A new type of battery with the potential of increasing the efficiency and cutting the costs of solar power was unveiled thanks to collaboration between the University of Southampton and lithium battery; technology company REAP systems. The latter is the sponsor of the research project which is Led by Yue Wu, a MSc Sustainable Energy Technologies student under the supervision of Dr Carlos Ponce de Leon, Professor Tom Markvart and Dr John Low (an employee at the Institution’s Research Institute for Industry, RIfI). The project focused on the use of lithium batteries for purposes of energy storage in photovoltaic systems.
MSc student Yue Wu indicates that although most photovoltaic systems employ lead-acid batteries for energy storage purposes, lithium batteries, especially the LiFePO4 types, are more efficient when used as energy storage devices.
In order to collect data, a custom-made battery management system provided by Reap systems was used. A lithium iron phosphate battery was connected to a photovoltaic system which was fixed to one of the buildings in the University.
Yue further adds, besides lithium batteries having an efficiency of 95% compared to that of the commonly used lead-acid batteries, which is 80%, the former has a relatively less weight and are long lasting. In general, the maximum charge/discharge cycles of this new battery is 1,600, indicating that replacement would be infrequent.
Although the LiFePO4 battery can increase the efficiency of solar power systems, further investigations need to be done before commercial rollout is done. The installation and maintenance costs of the technology need to be scrutinized. In light of this, Dr. Carlos Ponce de Leon and Dr. John Low contemplate conducting more investigations on the project with a new group of Master’s students.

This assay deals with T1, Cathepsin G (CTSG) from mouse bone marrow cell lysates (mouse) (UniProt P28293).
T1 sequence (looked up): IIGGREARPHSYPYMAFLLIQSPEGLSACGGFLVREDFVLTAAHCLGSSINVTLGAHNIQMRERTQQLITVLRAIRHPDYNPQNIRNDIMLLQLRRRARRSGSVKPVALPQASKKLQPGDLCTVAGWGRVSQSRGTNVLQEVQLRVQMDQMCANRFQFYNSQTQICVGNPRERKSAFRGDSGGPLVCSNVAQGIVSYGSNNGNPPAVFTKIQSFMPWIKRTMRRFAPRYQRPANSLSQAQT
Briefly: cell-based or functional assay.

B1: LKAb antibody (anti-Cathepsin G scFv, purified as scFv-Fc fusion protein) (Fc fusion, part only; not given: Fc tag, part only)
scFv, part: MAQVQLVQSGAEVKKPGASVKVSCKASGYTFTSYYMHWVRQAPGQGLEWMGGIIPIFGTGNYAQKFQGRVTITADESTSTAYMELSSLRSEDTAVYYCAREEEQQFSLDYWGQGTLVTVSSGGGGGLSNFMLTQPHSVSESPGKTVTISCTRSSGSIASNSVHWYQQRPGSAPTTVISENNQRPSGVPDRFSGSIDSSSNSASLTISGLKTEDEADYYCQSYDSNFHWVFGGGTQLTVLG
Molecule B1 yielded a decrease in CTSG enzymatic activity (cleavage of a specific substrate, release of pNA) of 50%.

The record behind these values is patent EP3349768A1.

The founder of REAPsystems, Dr Dennis Doerffel who is also a former researcher at the University of Southampton says that energy storage devices such as batteries in both renewable and non-renewable energy sources contribute greatly in the utilization of energy. He further reiterates that LiFePO4 beat the conventional lead-acid batteries in many aspects. This new battery beat its former counterparts in terms of efficiency, extended lifetime, lighter weight and less cost per unit. Dr Doerffel concludes by saying that this battery has the potential of commercial application in both photovoltaic systems and in a variety of other renewable-energy systems. Source: E-science News